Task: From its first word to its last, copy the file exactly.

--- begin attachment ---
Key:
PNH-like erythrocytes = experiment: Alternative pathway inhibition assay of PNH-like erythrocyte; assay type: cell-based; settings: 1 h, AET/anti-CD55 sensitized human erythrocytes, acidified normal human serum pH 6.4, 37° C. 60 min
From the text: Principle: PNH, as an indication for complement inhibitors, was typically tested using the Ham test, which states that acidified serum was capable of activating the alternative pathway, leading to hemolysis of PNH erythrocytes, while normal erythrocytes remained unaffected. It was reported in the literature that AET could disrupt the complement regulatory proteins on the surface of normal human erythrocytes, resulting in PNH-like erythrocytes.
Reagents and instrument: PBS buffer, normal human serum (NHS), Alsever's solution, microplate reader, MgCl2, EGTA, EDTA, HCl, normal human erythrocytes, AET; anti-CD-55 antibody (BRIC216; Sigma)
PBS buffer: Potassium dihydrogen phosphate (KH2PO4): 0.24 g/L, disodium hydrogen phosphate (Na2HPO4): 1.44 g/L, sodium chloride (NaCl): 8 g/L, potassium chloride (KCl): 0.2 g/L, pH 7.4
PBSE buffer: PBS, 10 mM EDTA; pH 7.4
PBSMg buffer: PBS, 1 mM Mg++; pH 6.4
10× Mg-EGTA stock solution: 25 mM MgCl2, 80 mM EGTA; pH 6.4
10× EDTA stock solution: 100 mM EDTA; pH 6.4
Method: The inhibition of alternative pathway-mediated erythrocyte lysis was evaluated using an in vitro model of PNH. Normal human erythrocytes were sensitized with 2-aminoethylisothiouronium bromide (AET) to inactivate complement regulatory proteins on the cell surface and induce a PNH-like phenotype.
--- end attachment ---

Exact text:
Key:
PNH-like erythrocytes = experiment: Alternative pathway inhibition assay of PNH-like erythrocyte; assay type: cell-based; settings: 1 h, AET/anti-CD55 sensitized human erythrocytes, acidified normal human serum pH 6.4, 37° C. 60 min
From the text: Principle: PNH, as an indication for complement inhibitors, was typically tested using the Ham test, which states that acidified serum was capable of activating the alternative pathway, leading to hemolysis of PNH erythrocytes, while normal erythrocytes remained unaffected. It was reported in the literature that AET could disrupt the complement regulatory proteins on the surface of normal human erythrocytes, resulting in PNH-like erythrocytes.
Reagents and instrument: PBS buffer, normal human serum (NHS), Alsever's solution, microplate reader, MgCl2, EGTA, EDTA, HCl, normal human erythrocytes, AET; anti-CD-55 antibody (BRIC216; Sigma)
PBS buffer: Potassium dihydrogen phosphate (KH2PO4): 0.24 g/L, disodium hydrogen phosphate (Na2HPO4): 1.44 g/L, sodium chloride (NaCl): 8 g/L, potassium chloride (KCl): 0.2 g/L, pH 7.4
PBSE buffer: PBS, 10 mM EDTA; pH 7.4
PBSMg buffer: PBS, 1 mM Mg++; pH 6.4
10× Mg-EGTA stock solution: 25 mM MgCl2, 80 mM EGTA; pH 6.4
10× EDTA stock solution: 100 mM EDTA; pH 6.4
Method: The inhibition of alternative pathway-mediated erythrocyte lysis was evaluated using an in vitro model of PNH. Normal human erythrocytes were sensitized with 2-aminoethylisothiouronium bromide (AET) to inactivate complement regulatory proteins on the cell surface and induce a PNH-like phenotype.